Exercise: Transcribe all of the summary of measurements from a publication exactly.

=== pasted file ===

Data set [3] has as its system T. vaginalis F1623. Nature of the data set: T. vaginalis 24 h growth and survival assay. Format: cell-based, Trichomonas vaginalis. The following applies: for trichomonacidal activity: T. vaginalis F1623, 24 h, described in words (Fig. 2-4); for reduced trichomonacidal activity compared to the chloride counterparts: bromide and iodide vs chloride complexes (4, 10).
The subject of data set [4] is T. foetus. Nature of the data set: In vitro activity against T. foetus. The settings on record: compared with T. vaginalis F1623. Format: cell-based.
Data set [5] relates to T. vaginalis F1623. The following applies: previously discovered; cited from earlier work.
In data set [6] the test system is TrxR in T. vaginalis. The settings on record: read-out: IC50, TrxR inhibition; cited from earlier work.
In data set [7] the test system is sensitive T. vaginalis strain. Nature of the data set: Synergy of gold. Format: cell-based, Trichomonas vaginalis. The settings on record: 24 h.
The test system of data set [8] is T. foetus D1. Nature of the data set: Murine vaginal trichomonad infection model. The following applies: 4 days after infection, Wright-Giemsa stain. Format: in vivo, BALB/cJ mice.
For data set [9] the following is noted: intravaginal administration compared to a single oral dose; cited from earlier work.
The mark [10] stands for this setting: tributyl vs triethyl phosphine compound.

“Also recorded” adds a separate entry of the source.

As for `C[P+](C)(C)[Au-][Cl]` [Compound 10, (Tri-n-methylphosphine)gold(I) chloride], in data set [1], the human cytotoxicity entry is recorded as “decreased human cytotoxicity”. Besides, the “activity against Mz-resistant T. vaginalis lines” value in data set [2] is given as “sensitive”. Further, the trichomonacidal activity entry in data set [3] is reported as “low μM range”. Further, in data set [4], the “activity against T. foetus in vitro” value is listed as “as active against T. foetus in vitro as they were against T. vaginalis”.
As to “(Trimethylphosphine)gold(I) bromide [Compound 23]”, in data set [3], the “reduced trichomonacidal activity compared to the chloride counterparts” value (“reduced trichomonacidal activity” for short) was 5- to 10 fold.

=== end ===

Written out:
Data set [3] has as its system T. vaginalis F1623. Nature of the data set: T. vaginalis 24 h growth and survival assay. Format: cell-based, Trichomonas vaginalis. The following applies: for trichomonacidal activity: T. vaginalis F1623, 24 h, described in words (Fig. 2-4); for reduced trichomonacidal activity compared to the chloride counterparts: bromide and iodide vs chloride complexes (4, 10).
The subject of data set [4] is T. foetus. Nature of the data set: In vitro activity against T. foetus. The settings on record: compared with T. vaginalis F1623. Format: cell-based.
Data set [5] relates to T. vaginalis F1623. The following applies: previously discovered; cited from earlier work.
In data set [6] the test system is TrxR in T. vaginalis. The settings on record: read-out: IC50, TrxR inhibition; cited from earlier work.
In data set [7] the test system is sensitive T. vaginalis strain. Nature of the data set: Synergy of gold. Format: cell-based, Trichomonas vaginalis. The settings on record: 24 h.
The test system of data set [8] is T. foetus D1. Nature of the data set: Murine vaginal trichomonad infection model. The following applies: 4 days after infection, Wright-Giemsa stain. Format: in vivo, BALB/cJ mice.
For data set [9] the following is noted: intravaginal administration compared to a single oral dose; cited from earlier work.
The mark [10] stands for this setting: tributyl vs triethyl phosphine compound.

“Also recorded” adds a separate entry of the source.

As for `C[P+](C)(C)[Au-][Cl]` [Compound 10, (Tri-n-methylphosphine)gold(I) chloride], in data set [1], the human cytotoxicity entry is recorded as “decreased human cytotoxicity”. Besides, the “activity against Mz-resistant T. vaginalis lines” value in data set [2] is given as “sensitive”. Further, the trichomonacidal activity entry in data set [3] is reported as “low μM range”. Further, in data set [4], the “activity against T. foetus in vitro” value is listed as “as active against T. foetus in vitro as they were against T. vaginalis”.
As to “(Trimethylphosphine)gold(I) bromide [Compound 23]”, in data set [3], the “reduced trichomonacidal activity compared to the chloride counterparts” value (“reduced trichomonacidal activity” for short) was 5- to 10 fold.